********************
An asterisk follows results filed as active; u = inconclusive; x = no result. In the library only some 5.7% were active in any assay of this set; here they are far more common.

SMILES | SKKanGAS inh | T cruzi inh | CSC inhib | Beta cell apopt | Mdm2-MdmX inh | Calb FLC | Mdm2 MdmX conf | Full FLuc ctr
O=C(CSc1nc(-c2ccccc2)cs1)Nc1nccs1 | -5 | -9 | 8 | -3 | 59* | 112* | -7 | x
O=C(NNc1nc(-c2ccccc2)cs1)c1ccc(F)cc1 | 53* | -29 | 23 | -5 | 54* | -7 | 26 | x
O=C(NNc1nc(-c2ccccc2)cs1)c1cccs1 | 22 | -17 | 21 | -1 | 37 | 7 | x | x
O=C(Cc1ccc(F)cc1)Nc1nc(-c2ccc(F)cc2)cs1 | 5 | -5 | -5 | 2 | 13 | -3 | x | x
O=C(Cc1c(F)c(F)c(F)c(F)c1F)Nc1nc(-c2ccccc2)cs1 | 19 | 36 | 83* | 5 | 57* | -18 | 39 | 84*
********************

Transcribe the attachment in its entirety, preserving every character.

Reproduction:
An asterisk follows results filed as active; u = inconclusive; x = no result. In the library only some 5.7% were active in any assay of this set; here they are far more common.

SMILES | SKKanGAS inh | T cruzi inh | CSC inhib | Beta cell apopt | Mdm2-MdmX inh | Calb FLC | Mdm2 MdmX conf | Full FLuc ctr
O=C(CSc1nc(-c2ccccc2)cs1)Nc1nccs1 | -5 | -9 | 8 | -3 | 59* | 112* | -7 | x
O=C(NNc1nc(-c2ccccc2)cs1)c1ccc(F)cc1 | 53* | -29 | 23 | -5 | 54* | -7 | 26 | x
O=C(NNc1nc(-c2ccccc2)cs1)c1cccs1 | 22 | -17 | 21 | -1 | 37 | 7 | x | x
O=C(Cc1ccc(F)cc1)Nc1nc(-c2ccc(F)cc2)cs1 | 5 | -5 | -5 | 2 | 13 | -3 | x | x
O=C(Cc1c(F)c(F)c(F)c(F)c1F)Nc1nc(-c2ccccc2)cs1 | 19 | 36 | 83* | 5 | 57* | -18 | 39 | 84*